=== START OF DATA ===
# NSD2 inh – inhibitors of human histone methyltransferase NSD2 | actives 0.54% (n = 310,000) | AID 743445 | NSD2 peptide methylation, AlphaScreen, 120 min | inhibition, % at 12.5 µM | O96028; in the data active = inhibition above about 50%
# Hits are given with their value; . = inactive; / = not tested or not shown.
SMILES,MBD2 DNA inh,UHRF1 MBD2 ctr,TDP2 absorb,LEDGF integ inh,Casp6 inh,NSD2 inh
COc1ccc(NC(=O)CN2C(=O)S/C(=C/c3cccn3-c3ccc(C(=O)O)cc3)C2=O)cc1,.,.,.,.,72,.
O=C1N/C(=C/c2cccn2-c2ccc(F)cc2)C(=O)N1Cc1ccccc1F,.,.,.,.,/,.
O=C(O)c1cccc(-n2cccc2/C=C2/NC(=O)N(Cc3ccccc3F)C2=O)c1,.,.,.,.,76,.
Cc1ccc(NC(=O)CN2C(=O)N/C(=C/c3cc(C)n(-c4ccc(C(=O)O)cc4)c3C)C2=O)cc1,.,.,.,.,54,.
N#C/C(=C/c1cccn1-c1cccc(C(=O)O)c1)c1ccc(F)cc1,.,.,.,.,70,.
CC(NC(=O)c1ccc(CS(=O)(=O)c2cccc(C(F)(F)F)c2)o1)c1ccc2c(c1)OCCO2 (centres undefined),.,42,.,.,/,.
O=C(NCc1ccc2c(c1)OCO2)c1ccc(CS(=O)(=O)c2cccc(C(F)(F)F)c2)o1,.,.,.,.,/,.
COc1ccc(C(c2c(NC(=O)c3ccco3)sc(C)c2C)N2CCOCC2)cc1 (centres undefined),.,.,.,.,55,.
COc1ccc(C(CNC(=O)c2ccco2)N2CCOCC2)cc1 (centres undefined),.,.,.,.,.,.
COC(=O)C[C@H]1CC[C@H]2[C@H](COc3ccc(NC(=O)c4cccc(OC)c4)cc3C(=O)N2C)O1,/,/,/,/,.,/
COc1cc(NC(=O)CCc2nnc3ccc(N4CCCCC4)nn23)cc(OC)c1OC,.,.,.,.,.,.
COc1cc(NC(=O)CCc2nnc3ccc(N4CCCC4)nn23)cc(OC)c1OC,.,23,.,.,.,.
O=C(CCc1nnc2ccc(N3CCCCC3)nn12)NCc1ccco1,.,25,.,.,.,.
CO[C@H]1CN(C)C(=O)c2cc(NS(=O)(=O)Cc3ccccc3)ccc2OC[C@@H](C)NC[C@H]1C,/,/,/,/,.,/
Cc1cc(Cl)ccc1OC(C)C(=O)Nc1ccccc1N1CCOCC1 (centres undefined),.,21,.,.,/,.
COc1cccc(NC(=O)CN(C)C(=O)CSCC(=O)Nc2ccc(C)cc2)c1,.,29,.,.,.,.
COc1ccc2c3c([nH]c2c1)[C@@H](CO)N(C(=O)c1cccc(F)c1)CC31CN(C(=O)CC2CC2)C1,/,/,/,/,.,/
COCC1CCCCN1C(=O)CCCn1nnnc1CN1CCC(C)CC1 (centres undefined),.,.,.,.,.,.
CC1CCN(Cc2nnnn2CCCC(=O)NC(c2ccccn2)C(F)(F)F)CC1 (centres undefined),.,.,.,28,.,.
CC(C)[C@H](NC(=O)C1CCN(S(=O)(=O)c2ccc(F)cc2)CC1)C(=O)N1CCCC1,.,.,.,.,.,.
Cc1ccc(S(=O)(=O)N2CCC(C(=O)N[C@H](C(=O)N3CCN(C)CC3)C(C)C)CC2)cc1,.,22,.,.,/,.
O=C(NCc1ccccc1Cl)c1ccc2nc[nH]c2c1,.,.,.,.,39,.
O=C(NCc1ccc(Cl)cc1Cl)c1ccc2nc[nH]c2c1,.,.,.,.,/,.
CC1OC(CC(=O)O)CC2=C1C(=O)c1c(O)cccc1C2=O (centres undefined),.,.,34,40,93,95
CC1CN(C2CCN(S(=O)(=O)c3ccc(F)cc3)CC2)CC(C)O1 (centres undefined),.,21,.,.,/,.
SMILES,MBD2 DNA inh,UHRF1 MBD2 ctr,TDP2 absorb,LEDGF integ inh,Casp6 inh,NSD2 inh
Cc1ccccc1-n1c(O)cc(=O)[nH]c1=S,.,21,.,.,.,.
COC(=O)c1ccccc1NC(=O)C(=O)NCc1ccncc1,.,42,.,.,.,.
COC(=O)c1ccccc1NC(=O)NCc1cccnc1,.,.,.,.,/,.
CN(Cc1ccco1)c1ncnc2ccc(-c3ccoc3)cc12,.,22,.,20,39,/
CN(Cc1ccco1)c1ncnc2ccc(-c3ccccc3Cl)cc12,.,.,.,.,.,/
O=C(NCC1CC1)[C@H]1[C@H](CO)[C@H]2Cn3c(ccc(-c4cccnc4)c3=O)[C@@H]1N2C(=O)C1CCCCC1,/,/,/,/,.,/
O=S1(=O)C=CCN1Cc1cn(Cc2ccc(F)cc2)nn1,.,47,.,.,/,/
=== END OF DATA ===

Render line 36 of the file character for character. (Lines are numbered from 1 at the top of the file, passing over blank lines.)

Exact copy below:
O=S1(=O)C=CCN1Cc1cn(Cc2ccc(F)cc2)nn1,.,47,.,.,/,/